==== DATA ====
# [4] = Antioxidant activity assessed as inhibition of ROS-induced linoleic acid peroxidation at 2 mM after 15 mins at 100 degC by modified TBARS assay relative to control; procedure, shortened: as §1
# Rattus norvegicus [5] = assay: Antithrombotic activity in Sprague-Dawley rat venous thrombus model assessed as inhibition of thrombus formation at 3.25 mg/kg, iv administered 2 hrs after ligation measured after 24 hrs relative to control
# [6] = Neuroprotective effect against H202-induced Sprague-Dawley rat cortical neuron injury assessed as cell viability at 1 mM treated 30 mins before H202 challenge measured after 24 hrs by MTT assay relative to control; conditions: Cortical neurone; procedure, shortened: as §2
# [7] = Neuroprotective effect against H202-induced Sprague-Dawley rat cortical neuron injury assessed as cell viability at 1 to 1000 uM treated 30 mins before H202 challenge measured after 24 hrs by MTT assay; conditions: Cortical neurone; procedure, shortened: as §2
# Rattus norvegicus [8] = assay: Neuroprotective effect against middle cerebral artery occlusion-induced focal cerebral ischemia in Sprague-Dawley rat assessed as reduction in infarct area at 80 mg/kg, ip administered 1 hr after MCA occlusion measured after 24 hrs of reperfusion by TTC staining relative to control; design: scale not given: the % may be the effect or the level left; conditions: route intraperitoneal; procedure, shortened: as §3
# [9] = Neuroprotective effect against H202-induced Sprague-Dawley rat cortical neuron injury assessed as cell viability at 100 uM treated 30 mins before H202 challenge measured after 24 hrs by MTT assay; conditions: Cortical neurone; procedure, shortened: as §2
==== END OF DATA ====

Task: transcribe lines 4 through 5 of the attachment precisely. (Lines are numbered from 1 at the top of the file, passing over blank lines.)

# [7] = Neuroprotective effect against H202-induced Sprague-Dawley rat cortical neuron injury assessed as cell viability at 1 to 1000 uM treated 30 mins before H202 challenge measured after 24 hrs by MTT assay; conditions: Cortical neurone; procedure, shortened: as §2
# Rattus norvegicus [8] = assay: Neuroprotective effect against middle cerebral artery occlusion-induced focal cerebral ischemia in Sprague-Dawley rat assessed as reduction in infarct area at 80 mg/kg, ip administered 1 hr after MCA occlusion measured after 24 hrs of reperfusion by TTC staining relative to control; design: scale not given: the % may be the effect or the level left; conditions: route intraperitoneal; procedure, shortened: as §3